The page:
There are more and more women every day who decide to be single mothers without the support of a couple and they do it through assisted reproduction techniques.
Almost 40% of the women who undergo these kind of treatments do it alone, according to updated data offered by the clinics of assisted reproduction.
This increase has also been favoured by the obstacles faced by these women when they try to adopt a child in their own countries or abroad.
The lastest data of the Spanish Institute of Fertility talk about more than 1,500 women annually who decide to be single mothers by means of a donor in Spain; this number must be increased with the foreign women who undergo these treatments in Spain because the laws in their countries are not so permissive.
Tourism for reproduction purposes is becoming very important in Spain. In France, for example, assisted reproduction treatments are only available and allowed to heterosexual couples, married or proving that they have lived together for two years, only if they meet the fertile age, which their assisted reproduction law envisages. In Italy, it is exactly the same.
In Portugal, it is legal for married couples or couples who have lived together for two years, provided that they have not separated by any means. In Germany, there is no regulation about this but the social security does not cover it when gametes of a donor are needed.
Also, in Austria, women without a couple are neither allowed to be mothers through assited reproduction techniques.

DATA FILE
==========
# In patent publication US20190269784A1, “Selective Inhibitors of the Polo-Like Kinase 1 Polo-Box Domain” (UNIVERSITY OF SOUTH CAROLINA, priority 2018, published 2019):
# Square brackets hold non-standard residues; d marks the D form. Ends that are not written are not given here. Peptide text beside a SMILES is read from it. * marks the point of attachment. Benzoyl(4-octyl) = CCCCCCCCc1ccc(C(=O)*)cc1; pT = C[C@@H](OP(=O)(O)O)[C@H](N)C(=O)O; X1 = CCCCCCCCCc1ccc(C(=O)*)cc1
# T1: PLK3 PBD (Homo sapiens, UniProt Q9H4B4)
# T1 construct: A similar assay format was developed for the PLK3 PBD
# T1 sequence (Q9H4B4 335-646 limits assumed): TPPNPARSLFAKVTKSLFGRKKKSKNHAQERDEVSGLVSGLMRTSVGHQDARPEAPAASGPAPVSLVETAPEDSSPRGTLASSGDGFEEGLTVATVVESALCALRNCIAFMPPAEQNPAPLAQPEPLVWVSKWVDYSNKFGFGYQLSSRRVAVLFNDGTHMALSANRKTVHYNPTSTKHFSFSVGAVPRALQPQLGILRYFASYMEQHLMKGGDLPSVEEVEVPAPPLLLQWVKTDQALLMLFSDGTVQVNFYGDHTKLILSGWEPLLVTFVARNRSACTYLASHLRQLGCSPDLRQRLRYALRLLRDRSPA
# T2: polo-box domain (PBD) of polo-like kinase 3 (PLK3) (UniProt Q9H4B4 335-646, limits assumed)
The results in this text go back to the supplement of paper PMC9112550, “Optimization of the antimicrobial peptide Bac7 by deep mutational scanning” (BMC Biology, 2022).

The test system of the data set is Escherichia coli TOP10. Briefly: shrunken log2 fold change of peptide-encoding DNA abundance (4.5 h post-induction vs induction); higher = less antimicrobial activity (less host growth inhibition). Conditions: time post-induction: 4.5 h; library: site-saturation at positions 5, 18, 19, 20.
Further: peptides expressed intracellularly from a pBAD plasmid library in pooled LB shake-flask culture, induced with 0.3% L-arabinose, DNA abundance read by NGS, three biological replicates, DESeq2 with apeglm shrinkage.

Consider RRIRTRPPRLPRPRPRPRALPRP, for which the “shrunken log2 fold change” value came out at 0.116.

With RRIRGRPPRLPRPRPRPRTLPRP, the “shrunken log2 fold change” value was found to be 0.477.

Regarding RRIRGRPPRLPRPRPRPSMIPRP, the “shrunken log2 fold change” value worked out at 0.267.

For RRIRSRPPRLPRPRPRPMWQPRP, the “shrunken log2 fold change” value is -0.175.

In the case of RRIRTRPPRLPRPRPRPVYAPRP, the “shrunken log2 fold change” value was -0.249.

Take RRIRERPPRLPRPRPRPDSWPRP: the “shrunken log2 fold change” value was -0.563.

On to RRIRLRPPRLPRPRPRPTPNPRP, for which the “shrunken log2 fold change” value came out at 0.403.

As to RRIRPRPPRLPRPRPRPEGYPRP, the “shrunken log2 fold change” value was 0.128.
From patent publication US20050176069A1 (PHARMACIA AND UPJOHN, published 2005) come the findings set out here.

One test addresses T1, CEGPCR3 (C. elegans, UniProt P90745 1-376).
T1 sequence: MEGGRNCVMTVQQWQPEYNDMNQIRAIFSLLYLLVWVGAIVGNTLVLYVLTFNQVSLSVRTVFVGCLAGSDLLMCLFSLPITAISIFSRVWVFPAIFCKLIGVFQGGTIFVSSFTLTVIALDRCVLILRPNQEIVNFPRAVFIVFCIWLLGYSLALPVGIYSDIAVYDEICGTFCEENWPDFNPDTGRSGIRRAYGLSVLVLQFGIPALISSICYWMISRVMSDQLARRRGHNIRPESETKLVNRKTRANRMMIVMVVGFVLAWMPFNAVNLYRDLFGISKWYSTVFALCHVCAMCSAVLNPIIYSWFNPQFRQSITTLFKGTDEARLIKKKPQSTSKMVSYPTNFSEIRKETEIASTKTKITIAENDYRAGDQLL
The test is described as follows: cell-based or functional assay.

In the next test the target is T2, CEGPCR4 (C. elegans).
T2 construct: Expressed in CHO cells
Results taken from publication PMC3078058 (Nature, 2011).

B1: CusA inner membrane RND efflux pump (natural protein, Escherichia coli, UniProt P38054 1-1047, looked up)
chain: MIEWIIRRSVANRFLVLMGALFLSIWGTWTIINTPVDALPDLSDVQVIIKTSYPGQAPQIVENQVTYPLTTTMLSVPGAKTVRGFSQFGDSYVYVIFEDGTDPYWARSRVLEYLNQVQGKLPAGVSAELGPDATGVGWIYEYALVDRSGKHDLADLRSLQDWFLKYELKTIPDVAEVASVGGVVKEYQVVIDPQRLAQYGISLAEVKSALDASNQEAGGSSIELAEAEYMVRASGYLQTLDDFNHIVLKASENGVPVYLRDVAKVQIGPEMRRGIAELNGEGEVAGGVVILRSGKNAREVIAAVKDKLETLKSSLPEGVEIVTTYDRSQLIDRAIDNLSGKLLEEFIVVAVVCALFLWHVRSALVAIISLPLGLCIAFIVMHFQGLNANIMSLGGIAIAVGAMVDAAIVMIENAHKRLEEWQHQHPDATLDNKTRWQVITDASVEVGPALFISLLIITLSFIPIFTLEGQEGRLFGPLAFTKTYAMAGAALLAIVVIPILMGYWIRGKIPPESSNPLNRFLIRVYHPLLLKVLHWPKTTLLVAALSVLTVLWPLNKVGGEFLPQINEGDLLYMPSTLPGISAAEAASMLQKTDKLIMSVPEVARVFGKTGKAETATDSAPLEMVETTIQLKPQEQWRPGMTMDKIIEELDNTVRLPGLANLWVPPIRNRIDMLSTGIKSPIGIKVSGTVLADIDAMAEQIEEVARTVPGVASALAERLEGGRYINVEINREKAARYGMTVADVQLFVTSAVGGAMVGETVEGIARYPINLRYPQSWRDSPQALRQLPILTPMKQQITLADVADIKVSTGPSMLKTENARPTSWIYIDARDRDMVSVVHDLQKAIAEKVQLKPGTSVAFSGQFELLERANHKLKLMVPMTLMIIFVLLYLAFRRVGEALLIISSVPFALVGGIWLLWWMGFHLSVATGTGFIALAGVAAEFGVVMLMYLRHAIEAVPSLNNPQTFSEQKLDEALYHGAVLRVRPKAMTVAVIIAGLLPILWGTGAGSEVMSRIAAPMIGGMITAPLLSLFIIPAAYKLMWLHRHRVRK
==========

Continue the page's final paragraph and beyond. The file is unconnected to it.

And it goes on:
Some Spanish clinics offer their data: The number of women without a couple assited by the FIV MADRID clinic has grown from 2% to 12% in 10 years; Procreatec of Madrid has observed a 35% increase compared to 2010. The number of single mothers assited by the CREA of Barceona has increased by 40% since 2008; besides, the IMF (Instituto Madrileño deFertilidad) strengthens that nowadays the number of artificial insemination treatments to single women carried out in the clinic amount to more than 53% whereas it was only an 18% in 2009 and the IVI declared that the number of single women who come to their sperm bank to be inseminated has increased by 200% in the last five years.
The web www.masola.org, specialized on single mothers by their own choice amounts to more than 115.000 exclusive users every year and it also has a bigger number of followers in the social networks.
“Between 3 and 6 new girls become members of the web each week and there are more and more women from abroad who apply for information”, comments Rosa Maestro, its founder; however, she adds, the delay of maternity (over the age of 35), forces 50% of these women to undergo different treatments or even ovodonation or embryo donation as a consequence of the loss of quality of their ova.
In spite of the above mentioned increase, financial laws and social aids are scarce though and furthermore difficult to obtain by single-parent families who therefore suffer a strong discrimination in matters such as:
- The deduction per child in the income tax is higher for a two-parent family than for a single-parent family
- They are not included in the social voucher.
- There is no coordination between work life and family life.
- They are excluded from school canteen grants, public transport grants and grants for books
- They cannot adopt a child in the same terms as a two-parent family.
- Their leave of maternity is shorter than that of a two-parent family becaue they lack the 15 optional days offered to the father.
- Very few of them are accepted by the Social Security System to undergo a fertiliytreatment .
- After waiting for four years for a certificate of large family with two children for special benefits, the answer is no, and this implies a discrimination against widows and widowers who do actually have it.